REPORT: New Mexico Added Just 900 Jobs in 12-months
Where’s the Growth?
The State’s Newest Job Growth Numbers Show New Mexico is Worst in the West
Martinez policies cost more than 10,500 jobs in 1 year
An Analysis of Job Growth in New Mexico
New Mexico’s year-over-year job growth is lagging far behind regional and national averages, according to the most recent data from New Mexico’s Department of Workforce Solutions (DWS), hitting it’s lowest point in more than a year in April 2012 when data shows that just 900 more people are working today than a year ago.
The year-over-year job growth rate compares a specific time period (usually a month or a quarter) against the same period from the previous year and is known to be the most effective indicator of economic performance.
Despite regular assurances that the governor is working to bring jobs to New Mexico, year-over-year job growth has been declining in New Mexico every month since December 2011 and has not exceeded 0.9% at any point since Governor Susana Martinez took office in January 2011.
Using preliminary figures from the Bureau of Labor Statistics, the New Mexico Department of Workforce Solutions, as well as state-specific data from Western states, ProgressNow New Mexico compiled the report below.
New Mexico Job Growth: A Year in Perspective
Over the last 13 months (from April 2011 to April 2012), New Mexico’s rate of year-over-year job growth peaked in December 2011 at 0.9% and had an average of 0.36%. In every month during this time span, New Mexico lagged behind the national year-over-year growth average, falling behind the national average by an average of 0.81%.
New Mexico employment has been decreasing since December 2011 – and the trend continues downward into a month that last year saw a drop in jobs which would place New Mexico back into a period of negative job growth (job loss).
While the average year-over-year monthly job growth for Western states in 2011 was 1.46%, New Mexico’s 2011 monthly average was only 0.13%. The 2011 year-over-year US average of job growth was 1.008%.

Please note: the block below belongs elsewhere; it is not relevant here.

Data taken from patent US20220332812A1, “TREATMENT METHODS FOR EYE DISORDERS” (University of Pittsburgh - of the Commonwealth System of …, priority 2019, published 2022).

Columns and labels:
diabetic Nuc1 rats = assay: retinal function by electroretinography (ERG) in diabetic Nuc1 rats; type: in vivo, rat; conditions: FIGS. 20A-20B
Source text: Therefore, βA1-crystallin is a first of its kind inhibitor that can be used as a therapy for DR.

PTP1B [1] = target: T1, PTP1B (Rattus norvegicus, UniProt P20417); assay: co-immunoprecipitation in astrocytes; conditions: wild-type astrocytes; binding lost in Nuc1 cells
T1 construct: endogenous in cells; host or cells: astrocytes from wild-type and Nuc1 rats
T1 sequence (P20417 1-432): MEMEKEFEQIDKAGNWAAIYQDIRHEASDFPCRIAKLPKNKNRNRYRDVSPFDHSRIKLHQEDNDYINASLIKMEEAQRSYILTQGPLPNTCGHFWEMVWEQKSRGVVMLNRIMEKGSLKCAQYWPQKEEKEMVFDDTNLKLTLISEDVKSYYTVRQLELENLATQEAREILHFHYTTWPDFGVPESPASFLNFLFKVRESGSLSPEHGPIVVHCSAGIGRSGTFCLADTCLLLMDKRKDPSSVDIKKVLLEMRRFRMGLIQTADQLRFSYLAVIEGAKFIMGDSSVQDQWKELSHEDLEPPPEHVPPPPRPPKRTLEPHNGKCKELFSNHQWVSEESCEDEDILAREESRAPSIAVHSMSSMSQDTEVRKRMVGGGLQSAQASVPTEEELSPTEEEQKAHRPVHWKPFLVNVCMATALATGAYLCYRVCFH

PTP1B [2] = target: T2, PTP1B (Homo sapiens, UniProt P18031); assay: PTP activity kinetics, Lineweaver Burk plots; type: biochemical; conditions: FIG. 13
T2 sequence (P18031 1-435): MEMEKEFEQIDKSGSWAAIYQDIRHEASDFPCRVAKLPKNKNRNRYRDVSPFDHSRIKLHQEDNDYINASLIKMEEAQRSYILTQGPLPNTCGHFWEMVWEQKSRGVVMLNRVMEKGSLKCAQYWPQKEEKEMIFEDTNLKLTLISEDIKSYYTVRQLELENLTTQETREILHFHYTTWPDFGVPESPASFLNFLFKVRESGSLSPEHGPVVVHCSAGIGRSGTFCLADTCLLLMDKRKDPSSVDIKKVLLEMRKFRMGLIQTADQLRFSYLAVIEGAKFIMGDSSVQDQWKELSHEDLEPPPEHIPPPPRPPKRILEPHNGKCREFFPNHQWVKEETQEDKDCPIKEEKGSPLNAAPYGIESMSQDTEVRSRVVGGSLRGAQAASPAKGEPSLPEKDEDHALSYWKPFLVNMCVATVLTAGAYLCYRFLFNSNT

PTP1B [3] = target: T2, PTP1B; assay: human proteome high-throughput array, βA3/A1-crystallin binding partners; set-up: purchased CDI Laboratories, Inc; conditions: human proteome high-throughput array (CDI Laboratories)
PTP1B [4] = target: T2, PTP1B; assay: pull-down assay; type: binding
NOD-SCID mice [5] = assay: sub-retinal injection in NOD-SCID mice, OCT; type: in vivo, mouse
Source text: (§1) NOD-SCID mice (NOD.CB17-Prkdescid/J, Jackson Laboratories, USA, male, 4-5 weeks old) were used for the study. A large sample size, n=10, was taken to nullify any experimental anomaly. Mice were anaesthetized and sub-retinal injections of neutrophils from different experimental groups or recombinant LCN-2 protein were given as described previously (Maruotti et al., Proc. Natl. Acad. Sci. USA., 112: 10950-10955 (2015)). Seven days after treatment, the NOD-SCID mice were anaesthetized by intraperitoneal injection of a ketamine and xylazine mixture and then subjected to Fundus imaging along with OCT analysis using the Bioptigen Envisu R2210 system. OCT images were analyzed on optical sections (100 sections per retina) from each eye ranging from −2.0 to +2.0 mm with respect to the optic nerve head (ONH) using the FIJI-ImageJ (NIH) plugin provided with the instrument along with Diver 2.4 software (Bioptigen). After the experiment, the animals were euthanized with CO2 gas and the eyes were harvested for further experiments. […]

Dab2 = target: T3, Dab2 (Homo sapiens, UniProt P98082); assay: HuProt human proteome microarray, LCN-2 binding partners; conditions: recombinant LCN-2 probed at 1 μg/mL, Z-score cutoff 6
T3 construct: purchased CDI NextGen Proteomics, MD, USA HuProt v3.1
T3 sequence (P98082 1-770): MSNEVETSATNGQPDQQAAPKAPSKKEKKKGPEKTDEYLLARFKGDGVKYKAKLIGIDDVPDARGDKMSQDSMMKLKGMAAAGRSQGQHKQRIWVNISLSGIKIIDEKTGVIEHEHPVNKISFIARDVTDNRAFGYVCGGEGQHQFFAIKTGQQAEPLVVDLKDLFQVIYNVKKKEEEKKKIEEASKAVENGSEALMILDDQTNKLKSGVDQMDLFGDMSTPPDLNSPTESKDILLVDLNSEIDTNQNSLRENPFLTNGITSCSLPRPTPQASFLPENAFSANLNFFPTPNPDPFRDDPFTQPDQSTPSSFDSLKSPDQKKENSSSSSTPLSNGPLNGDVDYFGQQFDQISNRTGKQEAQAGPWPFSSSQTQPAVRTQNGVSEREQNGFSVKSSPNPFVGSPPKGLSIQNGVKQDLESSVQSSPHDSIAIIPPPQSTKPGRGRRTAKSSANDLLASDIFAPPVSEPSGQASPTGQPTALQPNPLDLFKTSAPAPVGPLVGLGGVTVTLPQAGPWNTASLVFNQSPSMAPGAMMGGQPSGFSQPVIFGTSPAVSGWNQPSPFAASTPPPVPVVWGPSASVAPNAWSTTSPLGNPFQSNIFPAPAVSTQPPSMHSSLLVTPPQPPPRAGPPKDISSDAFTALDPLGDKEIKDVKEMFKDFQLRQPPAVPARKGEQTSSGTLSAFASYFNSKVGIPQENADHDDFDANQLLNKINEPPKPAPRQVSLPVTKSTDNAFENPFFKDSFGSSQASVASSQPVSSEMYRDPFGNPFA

The worst months in terms of the difference between New Mexico’s job growth and the national year-over-year growth average were April 2011, May 2011, and April 2012. April 2011 saw New Mexico fall 1.4% behind the national average while in May 2011 the difference was 1.5% and in April 2012 the difference was 1.3%.
Compared to Western states, New Mexico also trailed in year-over-year job growth. From April 2011 to April 2012, the average Western state growth was 1.65% while New Mexico averaged just 0.36%.
New Mexico’s Unrealized Potential
Figures set to be released in the state’s monthly employment snapshot report on Friday show that the year-over-year job growth of 0.1% from April 2011 to April 2012 represents an increase of just 900 jobs.
If New Mexico had matched the national average of year-over-year growth for April 2012 (1.4%), New Mexico would have added 11,200 new jobs – meaning New Mexico’s economic policies cost the state more than 10,000 jobs last year alone.
If we compare New Mexico’s April 2012 year-over-year numbers to the average of the Western states, it’s clear that New Mexico’s downward trend in job growth is continuing. The April 2012 year-over-year average for those Western states is 1.61%. If New Mexico matched that average, which is 1.5% higher than New Mexico’s 0.1%, we would have added 12,800 new jobs.
Similarly, in March 2012, New Mexico’s year-over-year job growth was 0.5%, which translated into an aggregate increase of 4,000 jobs. If New Mexico had added jobs at the national year-over-year average of 1.5% in March 2012 however, New Mexico would have added 12,000 jobs.
Additionally, if New Mexico had matched the Western state average of 1.78% year-over-year job growth for March 2012 we would have added 14,240 jobs, or over 10,000 more jobs than were actually added during that period.
While the rest of the West is experiencing stronger-that-average job growth each month, New Mexico continues to fall far behind, leading many to question the effectiveness of Governor Martinez’s economic policy decisions including vetoes of state-administered programs and capital outlay funds which support professional and construction jobs across the state.
Previous ProgressNow NM reports have detailed the lowering of New Mexico’s “business friendly” rankings by corporate CEO’s since Martinez took office and the impact of her veto of legislation passed by the legislature to lower the tax burden on local businesses and level the playing field allowing New Mexico companies to compete with large out-of-state corporations. New Mexico remains the only Western state to maintain this type of unfair tax structure.
Job Growth in New Mexico Report